Next, the outcome identified needs to be important to the customer—in this case the government or the public. When a research objective is perceived as high-profile or sexy, research teams naturally compete to be involved. This was highlighted by the Human Genome Project, where the excitement surrounding the race to be chosen drove progress in both public- and private-sector research and led to vast and positive societal outcomes, which have been extensively documented.

Another important characteristic for competitive research is a sense of urgency as exemplified by the 1960s race to the moon, the 1940s race for the atomic bomb, or the later stages of the Human Genome Project as private research companies began to enter the fray. Not only must the outcome be perceived as important, but it must also be time-constrained. In the case of energy innovation, the threat of runaway climate change provides an important motivator for many in the clean tech research community.

Consequences for failing to meet identified needs and deadlines, and prizes for the winners are important as well. There must be clear winners and losers. However, Dr. Francis stipulated that the loss doesn’t necessarily have to be economic in nature—losing stature or prestige can be equally powerful. In the case of Lawrence Livermore Lab’s competition with Los Alamos Lab for nuclear weapons contracts in the 1950s, Dr. Francis noted that the potential loss of prestige proved a powerful motivator of competition and innovation in the development of new weapons delivery systems for the atomic bomb.

But at the same time that there are winners and losers, research programs must be careful to ensure that lessons learned by the losers do not go to waste but rather stay within the research ecosystem. Indeed, both panelists at the CSPO event agreed that the knowledge gained by losers in a competitive research environment can still have tremendous economic, scientific, or institutional value. “The loser cannot cease, they still provide value in loss,” Dr. Zachary argued.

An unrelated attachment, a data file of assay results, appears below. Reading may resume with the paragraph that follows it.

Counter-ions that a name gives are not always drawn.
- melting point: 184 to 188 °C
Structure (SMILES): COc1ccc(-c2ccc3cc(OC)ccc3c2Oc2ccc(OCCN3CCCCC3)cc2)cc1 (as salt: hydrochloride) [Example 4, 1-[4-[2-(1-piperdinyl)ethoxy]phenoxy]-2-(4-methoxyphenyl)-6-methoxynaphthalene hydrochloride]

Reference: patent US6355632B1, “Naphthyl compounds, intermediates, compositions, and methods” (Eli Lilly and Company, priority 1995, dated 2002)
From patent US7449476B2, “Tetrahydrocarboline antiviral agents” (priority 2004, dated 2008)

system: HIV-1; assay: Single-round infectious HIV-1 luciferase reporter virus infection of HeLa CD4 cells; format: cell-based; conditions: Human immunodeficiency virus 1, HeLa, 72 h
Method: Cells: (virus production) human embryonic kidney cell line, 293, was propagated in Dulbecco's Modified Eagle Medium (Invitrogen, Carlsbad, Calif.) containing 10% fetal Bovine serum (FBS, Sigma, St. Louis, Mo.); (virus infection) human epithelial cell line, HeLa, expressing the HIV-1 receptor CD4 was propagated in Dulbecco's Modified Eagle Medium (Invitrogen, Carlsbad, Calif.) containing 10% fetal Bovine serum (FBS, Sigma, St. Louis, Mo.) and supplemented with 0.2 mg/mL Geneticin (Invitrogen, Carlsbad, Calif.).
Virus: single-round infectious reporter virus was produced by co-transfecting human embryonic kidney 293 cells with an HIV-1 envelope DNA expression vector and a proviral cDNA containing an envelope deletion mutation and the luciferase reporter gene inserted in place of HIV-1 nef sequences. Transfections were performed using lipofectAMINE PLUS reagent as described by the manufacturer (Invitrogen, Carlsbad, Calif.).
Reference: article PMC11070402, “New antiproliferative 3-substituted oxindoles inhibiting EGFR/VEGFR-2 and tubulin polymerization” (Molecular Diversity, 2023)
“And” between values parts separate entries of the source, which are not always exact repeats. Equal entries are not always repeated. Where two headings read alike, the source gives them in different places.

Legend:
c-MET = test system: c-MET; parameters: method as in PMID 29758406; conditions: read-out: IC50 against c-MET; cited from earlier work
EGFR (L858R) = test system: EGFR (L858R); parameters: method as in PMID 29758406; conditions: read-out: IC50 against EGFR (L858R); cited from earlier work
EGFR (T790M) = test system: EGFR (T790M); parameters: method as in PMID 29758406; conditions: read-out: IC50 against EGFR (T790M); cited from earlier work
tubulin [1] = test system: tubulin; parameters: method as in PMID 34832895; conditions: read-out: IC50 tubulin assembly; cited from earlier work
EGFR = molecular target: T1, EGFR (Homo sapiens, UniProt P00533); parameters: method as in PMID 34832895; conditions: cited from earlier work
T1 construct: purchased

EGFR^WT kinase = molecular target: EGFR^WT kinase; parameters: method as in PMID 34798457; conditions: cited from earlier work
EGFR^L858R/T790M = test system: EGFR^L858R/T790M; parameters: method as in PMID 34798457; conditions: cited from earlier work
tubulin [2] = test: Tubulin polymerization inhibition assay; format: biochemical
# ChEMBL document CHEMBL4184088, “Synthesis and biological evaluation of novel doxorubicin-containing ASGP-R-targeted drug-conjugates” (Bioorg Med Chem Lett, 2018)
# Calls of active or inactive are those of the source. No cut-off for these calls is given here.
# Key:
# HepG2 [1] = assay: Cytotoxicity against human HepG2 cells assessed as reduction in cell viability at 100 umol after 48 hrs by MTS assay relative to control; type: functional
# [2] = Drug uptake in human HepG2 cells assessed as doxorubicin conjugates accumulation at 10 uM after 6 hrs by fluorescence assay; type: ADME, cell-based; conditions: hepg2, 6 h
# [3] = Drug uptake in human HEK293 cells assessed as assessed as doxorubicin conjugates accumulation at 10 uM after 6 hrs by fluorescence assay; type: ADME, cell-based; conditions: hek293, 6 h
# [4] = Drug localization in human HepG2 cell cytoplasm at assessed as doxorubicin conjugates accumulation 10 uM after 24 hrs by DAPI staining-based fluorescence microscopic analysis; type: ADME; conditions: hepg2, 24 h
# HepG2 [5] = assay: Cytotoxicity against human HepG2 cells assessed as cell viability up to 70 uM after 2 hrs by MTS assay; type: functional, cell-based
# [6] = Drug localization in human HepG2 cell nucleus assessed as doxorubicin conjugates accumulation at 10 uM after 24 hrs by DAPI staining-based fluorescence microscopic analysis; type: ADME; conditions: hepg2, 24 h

The panelists concluded by suggesting an iterative approach to funding research competitions. Under this approach, rather than competing for a single all-or-nothing contract or prize, competing research teams have multiround competitions where the level of funding or the size of the prize rises in proportion to the risk. In this way the “losers” bow out early on, while investment is low. The remaining competitors are then exposed to more risk in relation to the escalating investments. Failure is a loss of contract and a knock to future prestige or credibility. By allowing competitors to scale their efforts gradually as chances of success are assessed, this approach also allows the losers to remain viable after their loss while encouraging all parties to compete and take measured risks.

Is the pursuit of scientific and technological breakthroughs analogous to Olympic competition? It seems that competition can sometimes lead to productivity and efficiency, especially when the competitive regime is designed to take advantage of the lessons learned by losers as well as winners. As policymakers continue to reconcile tight federal budgets with the need to invest in the innovation that fuels long-term economic growth, let’s hope they move forward with an awareness of how best to use competition as a tool for making the most of every federal research dollar.